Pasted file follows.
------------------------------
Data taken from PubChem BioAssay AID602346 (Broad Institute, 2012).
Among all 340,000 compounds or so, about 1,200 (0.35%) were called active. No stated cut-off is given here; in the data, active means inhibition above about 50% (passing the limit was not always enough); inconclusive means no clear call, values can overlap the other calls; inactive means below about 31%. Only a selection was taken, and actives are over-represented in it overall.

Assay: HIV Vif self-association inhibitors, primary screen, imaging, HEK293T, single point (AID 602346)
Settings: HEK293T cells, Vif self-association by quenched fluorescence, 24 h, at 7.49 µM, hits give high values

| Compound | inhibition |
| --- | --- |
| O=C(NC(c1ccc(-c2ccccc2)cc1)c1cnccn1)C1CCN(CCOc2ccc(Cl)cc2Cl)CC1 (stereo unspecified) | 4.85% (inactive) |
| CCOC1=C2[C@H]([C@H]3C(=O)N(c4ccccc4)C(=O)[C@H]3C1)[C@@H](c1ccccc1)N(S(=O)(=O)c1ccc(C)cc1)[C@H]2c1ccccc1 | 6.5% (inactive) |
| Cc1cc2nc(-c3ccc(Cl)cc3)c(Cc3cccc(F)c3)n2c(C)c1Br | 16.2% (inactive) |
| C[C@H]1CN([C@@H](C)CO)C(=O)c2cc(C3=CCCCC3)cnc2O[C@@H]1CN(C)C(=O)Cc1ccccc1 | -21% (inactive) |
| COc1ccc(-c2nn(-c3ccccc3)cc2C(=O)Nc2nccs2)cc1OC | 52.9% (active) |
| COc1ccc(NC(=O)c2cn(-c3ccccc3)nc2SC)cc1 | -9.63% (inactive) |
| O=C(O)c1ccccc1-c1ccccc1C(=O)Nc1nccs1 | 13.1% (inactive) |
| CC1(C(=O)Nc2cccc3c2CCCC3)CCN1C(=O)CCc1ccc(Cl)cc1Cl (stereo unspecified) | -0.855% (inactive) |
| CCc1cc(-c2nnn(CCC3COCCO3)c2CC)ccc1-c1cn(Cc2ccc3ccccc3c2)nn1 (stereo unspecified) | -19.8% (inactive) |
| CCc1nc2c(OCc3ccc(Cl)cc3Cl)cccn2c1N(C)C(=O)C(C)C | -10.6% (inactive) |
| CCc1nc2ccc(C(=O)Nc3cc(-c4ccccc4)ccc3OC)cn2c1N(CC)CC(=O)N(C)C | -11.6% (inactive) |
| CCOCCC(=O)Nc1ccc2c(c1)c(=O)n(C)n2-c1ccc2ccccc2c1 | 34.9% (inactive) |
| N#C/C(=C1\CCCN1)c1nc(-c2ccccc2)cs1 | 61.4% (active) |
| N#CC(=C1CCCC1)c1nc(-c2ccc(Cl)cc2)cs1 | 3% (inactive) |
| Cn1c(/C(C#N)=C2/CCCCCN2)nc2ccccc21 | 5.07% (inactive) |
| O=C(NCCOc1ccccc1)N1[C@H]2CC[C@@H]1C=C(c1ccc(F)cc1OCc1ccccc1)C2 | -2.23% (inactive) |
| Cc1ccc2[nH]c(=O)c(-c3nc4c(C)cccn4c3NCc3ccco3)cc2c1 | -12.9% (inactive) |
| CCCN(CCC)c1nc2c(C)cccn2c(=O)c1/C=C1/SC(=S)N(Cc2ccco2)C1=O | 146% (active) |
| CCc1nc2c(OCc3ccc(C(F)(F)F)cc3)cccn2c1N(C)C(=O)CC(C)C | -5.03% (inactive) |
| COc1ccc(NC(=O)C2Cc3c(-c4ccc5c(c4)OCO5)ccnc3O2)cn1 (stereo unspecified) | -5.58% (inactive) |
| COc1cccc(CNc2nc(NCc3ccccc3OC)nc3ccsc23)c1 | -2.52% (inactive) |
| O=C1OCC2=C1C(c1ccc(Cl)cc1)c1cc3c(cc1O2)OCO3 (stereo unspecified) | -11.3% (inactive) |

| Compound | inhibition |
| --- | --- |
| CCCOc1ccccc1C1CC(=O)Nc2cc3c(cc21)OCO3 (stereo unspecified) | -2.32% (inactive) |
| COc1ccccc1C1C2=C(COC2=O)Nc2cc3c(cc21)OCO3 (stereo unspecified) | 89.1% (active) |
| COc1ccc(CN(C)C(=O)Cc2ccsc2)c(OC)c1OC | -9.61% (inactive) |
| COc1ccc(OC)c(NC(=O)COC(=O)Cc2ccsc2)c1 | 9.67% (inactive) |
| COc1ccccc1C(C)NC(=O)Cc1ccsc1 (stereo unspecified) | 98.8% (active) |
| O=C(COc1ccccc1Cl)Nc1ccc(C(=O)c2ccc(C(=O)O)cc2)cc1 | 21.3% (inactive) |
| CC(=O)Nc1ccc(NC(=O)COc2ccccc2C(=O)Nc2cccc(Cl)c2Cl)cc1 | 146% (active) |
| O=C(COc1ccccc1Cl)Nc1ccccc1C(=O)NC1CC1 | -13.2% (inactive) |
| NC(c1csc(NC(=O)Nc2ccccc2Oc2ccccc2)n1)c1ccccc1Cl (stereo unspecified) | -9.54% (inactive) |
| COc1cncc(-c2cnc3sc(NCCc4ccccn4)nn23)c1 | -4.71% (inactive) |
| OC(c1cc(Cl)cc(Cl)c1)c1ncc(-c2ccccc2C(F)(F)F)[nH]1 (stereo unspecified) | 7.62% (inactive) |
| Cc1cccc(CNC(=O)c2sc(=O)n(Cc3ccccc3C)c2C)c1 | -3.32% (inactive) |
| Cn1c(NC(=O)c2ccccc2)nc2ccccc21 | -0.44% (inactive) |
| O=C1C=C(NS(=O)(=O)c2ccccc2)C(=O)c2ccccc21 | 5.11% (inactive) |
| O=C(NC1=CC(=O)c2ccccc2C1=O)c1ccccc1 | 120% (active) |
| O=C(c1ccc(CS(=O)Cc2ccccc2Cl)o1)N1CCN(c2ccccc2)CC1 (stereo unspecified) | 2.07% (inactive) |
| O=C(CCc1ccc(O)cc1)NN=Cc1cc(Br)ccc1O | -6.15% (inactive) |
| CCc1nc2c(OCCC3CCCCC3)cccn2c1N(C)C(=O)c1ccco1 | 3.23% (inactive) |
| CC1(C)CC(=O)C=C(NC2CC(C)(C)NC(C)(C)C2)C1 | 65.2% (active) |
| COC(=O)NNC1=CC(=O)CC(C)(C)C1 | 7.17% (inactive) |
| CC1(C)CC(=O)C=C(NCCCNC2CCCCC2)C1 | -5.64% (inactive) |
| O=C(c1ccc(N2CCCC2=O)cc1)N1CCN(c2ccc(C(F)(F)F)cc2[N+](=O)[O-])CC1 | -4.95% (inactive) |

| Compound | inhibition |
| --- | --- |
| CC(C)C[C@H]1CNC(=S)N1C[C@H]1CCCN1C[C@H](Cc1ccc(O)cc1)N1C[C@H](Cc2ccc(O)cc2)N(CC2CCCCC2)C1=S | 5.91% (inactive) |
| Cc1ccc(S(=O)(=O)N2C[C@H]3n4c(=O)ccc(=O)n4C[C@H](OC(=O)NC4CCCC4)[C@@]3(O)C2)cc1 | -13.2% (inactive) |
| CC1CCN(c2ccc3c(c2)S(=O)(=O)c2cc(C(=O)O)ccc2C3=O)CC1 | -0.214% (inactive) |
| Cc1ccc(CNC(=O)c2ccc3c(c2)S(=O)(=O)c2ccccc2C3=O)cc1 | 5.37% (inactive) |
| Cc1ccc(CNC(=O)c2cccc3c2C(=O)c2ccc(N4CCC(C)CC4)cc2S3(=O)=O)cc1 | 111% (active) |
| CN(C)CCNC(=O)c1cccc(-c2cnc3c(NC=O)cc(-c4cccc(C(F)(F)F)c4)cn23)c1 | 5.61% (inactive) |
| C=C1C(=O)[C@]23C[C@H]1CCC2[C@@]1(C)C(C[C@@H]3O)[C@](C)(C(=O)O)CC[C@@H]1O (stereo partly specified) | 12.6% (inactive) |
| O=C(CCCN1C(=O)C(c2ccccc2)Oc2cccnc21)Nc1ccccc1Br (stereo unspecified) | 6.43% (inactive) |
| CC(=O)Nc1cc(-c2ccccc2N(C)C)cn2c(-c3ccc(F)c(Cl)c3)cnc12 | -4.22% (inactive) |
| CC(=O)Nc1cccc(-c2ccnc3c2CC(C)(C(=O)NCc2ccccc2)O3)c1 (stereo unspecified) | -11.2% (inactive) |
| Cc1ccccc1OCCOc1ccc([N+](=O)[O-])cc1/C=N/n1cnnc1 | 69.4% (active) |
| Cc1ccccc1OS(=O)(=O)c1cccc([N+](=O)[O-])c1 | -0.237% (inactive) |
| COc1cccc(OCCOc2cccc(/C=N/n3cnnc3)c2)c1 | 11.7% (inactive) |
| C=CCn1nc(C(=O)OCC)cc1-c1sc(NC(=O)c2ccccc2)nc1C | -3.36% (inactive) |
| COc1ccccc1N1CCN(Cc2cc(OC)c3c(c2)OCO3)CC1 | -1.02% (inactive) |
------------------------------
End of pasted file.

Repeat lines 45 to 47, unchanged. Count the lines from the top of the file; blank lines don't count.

| O=C(NC1=CC(=O)c2ccccc2C1=O)c1ccccc1 | 120% (active) |
| O=C(c1ccc(CS(=O)Cc2ccccc2Cl)o1)N1CCN(c2ccccc2)CC1 (stereo unspecified) | 2.07% (inactive) |
| O=C(CCc1ccc(O)cc1)NN=Cc1cc(Br)ccc1O | -6.15% (inactive) |